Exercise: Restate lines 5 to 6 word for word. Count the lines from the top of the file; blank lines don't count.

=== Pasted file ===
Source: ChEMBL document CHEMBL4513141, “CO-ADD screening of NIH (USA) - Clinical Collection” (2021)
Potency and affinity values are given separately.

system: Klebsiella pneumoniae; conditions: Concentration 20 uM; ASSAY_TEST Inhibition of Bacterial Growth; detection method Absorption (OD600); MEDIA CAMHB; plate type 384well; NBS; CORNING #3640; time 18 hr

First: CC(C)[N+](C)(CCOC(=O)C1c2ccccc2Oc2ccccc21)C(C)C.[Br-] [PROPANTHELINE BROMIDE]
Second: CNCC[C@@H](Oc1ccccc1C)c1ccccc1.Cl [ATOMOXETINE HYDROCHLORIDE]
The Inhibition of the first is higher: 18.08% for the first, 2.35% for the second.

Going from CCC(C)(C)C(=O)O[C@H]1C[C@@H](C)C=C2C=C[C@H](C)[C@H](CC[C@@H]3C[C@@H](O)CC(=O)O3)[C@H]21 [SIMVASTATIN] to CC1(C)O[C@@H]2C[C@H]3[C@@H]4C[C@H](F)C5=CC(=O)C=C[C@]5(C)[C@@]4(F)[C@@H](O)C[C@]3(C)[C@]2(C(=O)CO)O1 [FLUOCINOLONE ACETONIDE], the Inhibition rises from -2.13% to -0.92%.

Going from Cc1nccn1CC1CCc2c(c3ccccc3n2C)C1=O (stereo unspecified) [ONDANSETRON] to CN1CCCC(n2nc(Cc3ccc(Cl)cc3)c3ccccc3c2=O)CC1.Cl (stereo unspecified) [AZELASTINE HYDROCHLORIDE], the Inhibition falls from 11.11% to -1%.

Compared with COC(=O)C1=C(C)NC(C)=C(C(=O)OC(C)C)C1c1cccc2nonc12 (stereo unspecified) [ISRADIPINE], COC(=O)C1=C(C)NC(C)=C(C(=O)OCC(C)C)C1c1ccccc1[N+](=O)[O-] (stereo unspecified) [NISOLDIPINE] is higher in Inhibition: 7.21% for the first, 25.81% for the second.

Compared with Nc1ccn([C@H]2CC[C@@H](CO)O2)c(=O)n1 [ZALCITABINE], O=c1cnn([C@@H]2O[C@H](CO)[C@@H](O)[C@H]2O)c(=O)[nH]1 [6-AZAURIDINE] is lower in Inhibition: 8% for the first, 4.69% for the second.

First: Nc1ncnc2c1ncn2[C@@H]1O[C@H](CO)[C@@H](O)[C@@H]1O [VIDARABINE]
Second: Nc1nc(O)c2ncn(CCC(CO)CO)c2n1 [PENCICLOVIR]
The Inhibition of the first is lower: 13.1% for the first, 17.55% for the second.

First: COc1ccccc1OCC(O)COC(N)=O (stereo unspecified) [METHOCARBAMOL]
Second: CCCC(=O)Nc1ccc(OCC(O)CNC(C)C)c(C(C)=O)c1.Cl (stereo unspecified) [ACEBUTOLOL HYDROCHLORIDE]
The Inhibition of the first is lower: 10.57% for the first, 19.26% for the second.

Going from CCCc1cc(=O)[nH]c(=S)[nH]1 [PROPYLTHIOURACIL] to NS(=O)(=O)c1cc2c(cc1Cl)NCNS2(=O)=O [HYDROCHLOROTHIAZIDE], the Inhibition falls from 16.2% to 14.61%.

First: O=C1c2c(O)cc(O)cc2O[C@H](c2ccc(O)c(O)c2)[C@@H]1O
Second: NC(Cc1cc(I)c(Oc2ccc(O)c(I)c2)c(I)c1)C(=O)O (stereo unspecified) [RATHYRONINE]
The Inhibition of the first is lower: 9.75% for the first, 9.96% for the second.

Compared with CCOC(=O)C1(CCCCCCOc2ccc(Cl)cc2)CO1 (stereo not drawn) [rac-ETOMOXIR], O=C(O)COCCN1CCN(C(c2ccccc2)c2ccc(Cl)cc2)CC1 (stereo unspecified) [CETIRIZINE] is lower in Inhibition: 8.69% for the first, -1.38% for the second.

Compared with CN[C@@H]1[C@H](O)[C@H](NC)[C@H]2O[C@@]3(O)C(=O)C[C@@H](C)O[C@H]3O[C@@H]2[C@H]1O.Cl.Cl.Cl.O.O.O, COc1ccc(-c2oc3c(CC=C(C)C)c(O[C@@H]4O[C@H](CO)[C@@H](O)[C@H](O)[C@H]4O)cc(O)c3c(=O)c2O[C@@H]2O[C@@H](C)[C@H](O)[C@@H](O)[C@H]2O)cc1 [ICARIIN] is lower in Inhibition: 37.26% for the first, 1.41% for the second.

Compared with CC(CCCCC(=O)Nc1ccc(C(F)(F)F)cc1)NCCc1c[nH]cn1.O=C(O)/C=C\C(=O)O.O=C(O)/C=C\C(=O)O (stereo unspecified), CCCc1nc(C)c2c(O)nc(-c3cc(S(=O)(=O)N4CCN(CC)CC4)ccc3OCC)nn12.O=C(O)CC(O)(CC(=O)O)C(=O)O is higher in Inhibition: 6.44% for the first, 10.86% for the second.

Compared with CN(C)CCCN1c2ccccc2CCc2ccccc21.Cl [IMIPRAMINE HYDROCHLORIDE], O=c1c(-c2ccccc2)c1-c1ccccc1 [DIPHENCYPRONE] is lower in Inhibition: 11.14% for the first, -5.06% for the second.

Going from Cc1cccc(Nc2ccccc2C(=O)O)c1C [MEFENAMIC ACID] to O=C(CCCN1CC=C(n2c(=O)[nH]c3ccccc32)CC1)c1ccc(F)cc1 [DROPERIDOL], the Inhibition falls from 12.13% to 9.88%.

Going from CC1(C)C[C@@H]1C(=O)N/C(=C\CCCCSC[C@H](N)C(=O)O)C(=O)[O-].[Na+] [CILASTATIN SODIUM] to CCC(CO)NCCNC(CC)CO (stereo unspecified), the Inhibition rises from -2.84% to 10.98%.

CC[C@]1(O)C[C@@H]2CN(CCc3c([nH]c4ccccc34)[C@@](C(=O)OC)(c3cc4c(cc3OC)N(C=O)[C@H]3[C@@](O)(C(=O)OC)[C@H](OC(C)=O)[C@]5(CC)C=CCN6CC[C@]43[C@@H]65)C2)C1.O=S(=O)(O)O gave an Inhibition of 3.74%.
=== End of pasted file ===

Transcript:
Second: CNCC[C@@H](Oc1ccccc1C)c1ccccc1.Cl [ATOMOXETINE HYDROCHLORIDE]
The Inhibition of the first is higher: 18.08% for the first, 2.35% for the second.